Until recently, warehouse work was low-paying and low-skill – a job rather than a career. With the increased use of technology including software, robots and automation, fulfillment centers will look to train and retain a modern workforce to arrive at a more sustainable work model that’s sustainable whether demand goes up or down.
Robots-as-a-service (RaaS) is similar to software-as-a-service (SaaS) as it uses the rent-rather-than buy and pay-as-you-go subscription model. Companies can implement robots in their warehouses by leasing robotic devices and accessing a cloud-based subscription service. By avoiding purchasing equipment, they leave maintenance and updates to the vendor. A warehouse can start big – or begin small and scale up later – because it only needs to rent the number of robots it needs. RaaS can enhance or replace rigid fulfillment systems to deliver scalable and portable conveying and sorting. The warehouse avoids prohibitive upfront costs of comparable traditional systems to convert capex to opex, while the vendor handles performance enhancements, maintenance and upgrades.
RaaS can enhance or replace rigid fulfillment systems to deliver scalable and portable conveying and sorting.
Most AMRs and the fulfillment software they run on use individual bots or agents, leading to siloed solutions for individual workflows and areas. In contrast, fulfillment platforms that integrate multiple agents will become more common. These hardware- or robot-agnostic platforms work with the different bots and the human beings who interact with machines in the fulfillment process to drive seamless fulfillment across the warehouse. They assign multiple agents to drive work across various areas and material flows to solve the myriad intricacies impacting warehouse efficiency.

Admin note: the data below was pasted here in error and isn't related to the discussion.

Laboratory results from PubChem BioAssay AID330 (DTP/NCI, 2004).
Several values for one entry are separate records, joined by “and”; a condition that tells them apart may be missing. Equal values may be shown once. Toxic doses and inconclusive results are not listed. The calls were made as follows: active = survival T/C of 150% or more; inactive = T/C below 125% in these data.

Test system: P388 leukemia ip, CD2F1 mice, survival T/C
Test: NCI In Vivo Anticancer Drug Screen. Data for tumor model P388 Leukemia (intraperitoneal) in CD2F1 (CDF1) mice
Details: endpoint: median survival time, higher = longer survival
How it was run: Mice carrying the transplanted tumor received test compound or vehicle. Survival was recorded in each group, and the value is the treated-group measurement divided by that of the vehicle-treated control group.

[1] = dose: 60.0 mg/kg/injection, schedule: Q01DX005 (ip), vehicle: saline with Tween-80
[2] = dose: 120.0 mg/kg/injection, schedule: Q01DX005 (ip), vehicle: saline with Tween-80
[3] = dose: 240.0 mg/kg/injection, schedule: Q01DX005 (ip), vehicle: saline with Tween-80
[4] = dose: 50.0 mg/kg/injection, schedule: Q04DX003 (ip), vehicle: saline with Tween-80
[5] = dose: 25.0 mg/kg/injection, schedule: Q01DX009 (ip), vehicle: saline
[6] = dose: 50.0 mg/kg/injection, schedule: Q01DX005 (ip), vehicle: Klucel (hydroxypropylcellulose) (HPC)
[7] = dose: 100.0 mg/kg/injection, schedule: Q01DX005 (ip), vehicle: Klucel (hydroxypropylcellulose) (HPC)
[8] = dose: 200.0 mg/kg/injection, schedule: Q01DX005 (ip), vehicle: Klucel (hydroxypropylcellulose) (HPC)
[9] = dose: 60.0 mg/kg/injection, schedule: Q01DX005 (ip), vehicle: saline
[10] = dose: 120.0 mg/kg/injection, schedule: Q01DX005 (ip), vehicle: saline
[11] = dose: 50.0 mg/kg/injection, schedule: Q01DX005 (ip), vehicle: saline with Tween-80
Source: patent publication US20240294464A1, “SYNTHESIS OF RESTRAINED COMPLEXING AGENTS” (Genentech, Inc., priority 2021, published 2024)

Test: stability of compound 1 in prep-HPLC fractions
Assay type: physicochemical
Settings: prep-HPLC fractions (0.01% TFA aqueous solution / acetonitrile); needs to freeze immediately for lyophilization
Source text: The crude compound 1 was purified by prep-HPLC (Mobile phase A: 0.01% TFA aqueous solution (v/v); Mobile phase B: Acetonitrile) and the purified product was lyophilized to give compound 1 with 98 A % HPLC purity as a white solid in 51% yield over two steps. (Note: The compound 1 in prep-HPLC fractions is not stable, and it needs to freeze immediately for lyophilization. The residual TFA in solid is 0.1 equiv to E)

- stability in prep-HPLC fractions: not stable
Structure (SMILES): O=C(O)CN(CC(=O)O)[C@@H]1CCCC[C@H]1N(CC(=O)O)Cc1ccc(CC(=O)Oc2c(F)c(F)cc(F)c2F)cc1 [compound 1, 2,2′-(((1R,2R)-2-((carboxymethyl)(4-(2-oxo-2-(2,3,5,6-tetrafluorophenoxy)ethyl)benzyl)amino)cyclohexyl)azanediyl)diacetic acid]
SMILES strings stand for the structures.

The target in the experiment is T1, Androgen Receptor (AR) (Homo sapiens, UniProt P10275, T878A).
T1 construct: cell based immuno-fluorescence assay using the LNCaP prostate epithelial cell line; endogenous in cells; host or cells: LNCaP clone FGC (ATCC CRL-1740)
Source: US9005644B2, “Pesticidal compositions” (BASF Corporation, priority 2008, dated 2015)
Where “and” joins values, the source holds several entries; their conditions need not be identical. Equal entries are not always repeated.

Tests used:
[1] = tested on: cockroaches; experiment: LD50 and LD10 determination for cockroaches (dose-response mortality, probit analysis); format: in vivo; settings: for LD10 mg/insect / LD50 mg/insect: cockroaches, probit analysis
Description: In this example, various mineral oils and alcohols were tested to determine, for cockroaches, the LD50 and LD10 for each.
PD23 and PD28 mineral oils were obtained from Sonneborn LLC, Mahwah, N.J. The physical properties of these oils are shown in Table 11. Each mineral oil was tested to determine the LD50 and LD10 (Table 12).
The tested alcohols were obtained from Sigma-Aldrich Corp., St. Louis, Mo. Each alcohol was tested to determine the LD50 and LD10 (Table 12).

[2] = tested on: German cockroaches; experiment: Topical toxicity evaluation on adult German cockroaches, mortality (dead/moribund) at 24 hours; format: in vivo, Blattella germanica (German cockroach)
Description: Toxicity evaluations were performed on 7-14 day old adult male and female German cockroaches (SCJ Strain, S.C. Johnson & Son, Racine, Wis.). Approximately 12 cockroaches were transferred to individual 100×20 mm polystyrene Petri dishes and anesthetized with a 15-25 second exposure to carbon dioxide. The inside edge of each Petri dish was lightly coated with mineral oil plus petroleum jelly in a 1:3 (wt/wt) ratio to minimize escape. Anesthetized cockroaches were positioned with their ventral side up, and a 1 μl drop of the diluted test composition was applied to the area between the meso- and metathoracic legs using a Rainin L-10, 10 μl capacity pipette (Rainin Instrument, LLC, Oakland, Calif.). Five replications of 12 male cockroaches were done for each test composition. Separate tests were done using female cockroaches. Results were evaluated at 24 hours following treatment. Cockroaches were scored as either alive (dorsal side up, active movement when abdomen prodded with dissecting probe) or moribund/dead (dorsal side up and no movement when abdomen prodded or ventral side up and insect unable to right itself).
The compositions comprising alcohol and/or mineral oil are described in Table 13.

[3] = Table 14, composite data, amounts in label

Hardware-agnostic fulfillment platforms reduce the need for separate software integrations and allow companies to use best-in-breed robotics.
Fulfillment platforms reduce the need for separate software integrations and allow companies to use best-in-breed robotics. An open API platform enables third-party participation in applications and robotic automation system development. Multi-robot orchestration lets any robot plug in and be controlled centrally – even from off site – to unlock limitless operational and technology choices. The result of the platform is end-to-end process orchestration – from inbound to outbound – along with multiple bot orchestration to maximize smart warehouse performance.
When the pandemic struck, retailers pushed hard to increase their last-mile and micro-fulfillment
capabilities to put goods closer to ecommerce and omnichannel customers. The hectic pace of leasing warehouse space has slowed down in the past two quarters. Companies leased 132 million square feet of industrial space across the U.S. in the fourth quarter, down 28.2% from the third quarter, according to a new Cushman & Wakefield report.
In short, the retail market is settling into a late-pandemic phase, where shopper preferences of in-store versus ecommerce will be tested. Brands are looking to strike the right balance between the two modes. As companies slow warehouse expansions, their focus will be on creating the most efficient fulfillment centers to meet the needs of ecommerce and omnichannel customers alike.